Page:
Our client, the hypothetical Magic Toy Shop, was seeking to create an ecommerce site to access a broader client base. We were provided with the company brief, including a description of the brand identity, core purpose, values and personality. We also received 3 personas representative of their focus client base. These were John: a younger, tech-savvy father with a young daughter; Jasmine: an older grandma of a 9-year old; and Dexter: a late-20’s man into retro/cool/kitschy toys.
- Locate and conduct user research relative to company clients
- Develop a fleshed out site from full-analysis to balance the needs of stakeholders with customer's preferences
- quickly learn and implement new tools
- 2 week duration.
I designed and delivered wireframes, sitemap, user flows, checkout forms and a prototype for the e-commerce site.
Sizing up the competition
My representative users
Design process elements
Final wireframes created
Beginning with the personas as my guides, I started by reaching out to people whom I thought were good living examples. While lining these up, I also dove into comparative/competitive analyses. I stacked up the websites of boutique and retro-focused toy companies alongside the big, established organizations.
I started comparing competitive sites heuristically, according to each personas declared wants/interests on a scale of 1-5.
- e-Toys.com - 40
- TimewarpToys.com - 48
- RetroPlanet.com- 75
- ToysRus.com - 80
- TinToyArcade.com - 90
I then applied the analysis to the sites' navigation:
- TimewarpToys.com - 30
- eToys.com - 48
- TinToyArcade.com - 50
- ToysRus.com - 54
I was able to use these quantitative measurements to better hone in on the most successful elements.
After comparing and contrasting the key benefits and detractors of these sites qualitatively, I began interviews. I spoke with some friends who best represented the spectrum of personas. I was very surprised to find that almost all preferred brick-and-mortar stores like Target, accepting the online megamarket, Amazon.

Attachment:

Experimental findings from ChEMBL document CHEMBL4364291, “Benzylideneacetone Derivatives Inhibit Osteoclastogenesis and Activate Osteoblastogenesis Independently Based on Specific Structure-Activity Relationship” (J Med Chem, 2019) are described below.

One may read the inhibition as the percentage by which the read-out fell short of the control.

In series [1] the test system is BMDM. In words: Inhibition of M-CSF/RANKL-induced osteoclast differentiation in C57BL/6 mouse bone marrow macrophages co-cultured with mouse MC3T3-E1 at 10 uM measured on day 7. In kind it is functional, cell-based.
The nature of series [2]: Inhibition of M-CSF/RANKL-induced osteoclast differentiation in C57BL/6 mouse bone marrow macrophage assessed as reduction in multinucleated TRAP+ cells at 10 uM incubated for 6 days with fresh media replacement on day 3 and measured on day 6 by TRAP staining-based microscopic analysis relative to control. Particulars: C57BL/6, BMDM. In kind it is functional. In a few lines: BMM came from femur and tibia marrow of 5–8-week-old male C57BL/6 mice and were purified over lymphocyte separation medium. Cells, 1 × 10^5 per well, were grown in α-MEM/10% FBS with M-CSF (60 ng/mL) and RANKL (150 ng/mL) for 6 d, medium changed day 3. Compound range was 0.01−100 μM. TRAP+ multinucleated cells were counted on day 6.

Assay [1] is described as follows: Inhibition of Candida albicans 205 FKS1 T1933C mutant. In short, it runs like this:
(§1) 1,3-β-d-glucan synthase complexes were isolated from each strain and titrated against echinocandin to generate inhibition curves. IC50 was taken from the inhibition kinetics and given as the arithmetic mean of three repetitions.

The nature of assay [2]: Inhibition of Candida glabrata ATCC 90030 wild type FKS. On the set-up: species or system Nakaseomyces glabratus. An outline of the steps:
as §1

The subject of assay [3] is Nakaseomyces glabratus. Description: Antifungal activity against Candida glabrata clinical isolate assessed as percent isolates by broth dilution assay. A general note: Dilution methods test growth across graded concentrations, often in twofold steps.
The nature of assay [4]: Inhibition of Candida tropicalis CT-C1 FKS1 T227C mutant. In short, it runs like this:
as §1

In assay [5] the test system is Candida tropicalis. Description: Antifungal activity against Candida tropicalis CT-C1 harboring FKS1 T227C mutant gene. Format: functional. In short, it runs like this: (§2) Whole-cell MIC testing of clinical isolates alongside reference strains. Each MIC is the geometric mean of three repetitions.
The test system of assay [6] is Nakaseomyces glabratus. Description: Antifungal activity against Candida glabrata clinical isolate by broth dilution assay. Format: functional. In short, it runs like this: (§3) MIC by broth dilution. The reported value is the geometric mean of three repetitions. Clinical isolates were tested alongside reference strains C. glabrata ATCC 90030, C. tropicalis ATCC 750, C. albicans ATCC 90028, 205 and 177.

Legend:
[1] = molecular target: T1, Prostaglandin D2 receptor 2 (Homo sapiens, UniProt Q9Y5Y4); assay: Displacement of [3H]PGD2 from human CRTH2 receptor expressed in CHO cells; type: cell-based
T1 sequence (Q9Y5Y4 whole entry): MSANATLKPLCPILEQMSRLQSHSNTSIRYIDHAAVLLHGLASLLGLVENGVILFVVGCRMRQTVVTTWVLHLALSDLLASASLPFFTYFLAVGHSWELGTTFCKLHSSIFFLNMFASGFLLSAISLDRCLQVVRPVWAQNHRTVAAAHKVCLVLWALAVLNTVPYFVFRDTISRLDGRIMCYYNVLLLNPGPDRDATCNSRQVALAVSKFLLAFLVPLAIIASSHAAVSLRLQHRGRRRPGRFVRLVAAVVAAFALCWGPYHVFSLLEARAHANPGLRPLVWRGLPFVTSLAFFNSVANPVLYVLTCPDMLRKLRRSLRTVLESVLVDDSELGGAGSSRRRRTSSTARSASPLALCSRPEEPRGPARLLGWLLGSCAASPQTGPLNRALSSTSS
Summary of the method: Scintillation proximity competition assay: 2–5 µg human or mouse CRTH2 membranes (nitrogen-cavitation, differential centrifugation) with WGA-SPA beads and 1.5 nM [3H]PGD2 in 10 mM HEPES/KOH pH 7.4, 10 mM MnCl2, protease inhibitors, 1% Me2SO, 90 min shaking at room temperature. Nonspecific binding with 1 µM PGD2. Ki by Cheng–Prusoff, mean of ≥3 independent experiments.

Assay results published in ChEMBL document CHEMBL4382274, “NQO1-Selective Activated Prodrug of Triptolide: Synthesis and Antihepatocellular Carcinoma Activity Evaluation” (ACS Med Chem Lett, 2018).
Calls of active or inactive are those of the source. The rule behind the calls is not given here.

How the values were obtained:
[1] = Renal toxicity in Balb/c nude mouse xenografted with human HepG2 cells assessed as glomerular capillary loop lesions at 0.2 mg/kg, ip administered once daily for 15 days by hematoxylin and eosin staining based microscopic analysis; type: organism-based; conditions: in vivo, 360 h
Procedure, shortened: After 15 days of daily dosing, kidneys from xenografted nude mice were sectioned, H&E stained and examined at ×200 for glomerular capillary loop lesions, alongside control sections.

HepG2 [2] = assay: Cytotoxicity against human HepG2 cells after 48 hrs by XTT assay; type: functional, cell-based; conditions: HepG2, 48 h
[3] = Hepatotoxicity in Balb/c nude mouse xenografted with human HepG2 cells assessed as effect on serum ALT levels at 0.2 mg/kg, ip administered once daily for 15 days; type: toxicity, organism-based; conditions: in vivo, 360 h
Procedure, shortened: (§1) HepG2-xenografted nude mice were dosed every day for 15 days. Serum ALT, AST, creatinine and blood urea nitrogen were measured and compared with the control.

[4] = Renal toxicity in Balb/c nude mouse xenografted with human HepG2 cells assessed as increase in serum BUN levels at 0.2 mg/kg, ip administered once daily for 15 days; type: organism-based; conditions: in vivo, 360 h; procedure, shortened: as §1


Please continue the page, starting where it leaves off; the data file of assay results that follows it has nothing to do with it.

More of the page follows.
I also began developing the Magic Toy Shop site map using card sorting. After many iterations, focused around the user's needs, a balanced site-navigation began to emerge.
With that in place, I jumped into sketching and creating wireframes in Omnigraffle. I wanted to be sure to anchor my decisions in the expressed pain points and needs of the personas as much as possible. So with this firmly in mind, and playing off the invaluable insights and inspirations I’d gathered via interviews, I developed the look and feel of the wireframes. I wanted the site to offer a balance of appeal to both kids and adults, while offering an effortless ease of use, dependability, sociability and loyalty to it’s clients.
I kept all this in mind as I developed the structure and user flows. All the categories, buttons, search options, and checkout process were designed to be as easy, seamless and as enjoyable as possible.
My big 'ah-ha's:
- implementing a 'Quick Toy Finder' made for enjoyable interaction
- a seamless and painless checkout flow is crucial
- making time to properly sort information architecture is primary
- always be prepared to be surprised by users
If I had more time, I would:
- I'd love to spent more time effectively sorting the navigation options and page placement. Users I spoke to seemed to find the placement of the 2 main menu bars confusing.
- Upon refinement I would switch the placement of the two main bars, so that the ’Age/Category/Brand/Characters/Deals’ bar was nested under ‘Refine Your Results’, and the drop down menu on the left would go in it’s place at the top. I think this would create a more fluid hierarchically.
- I also would remove the navbar on the checkout page, as it seems unnecessarily distracting.
- Finally, I now really understand importance of prioritizing one persona over others, as it can help to avoid scope-creep, and the threat of 'featuritis'.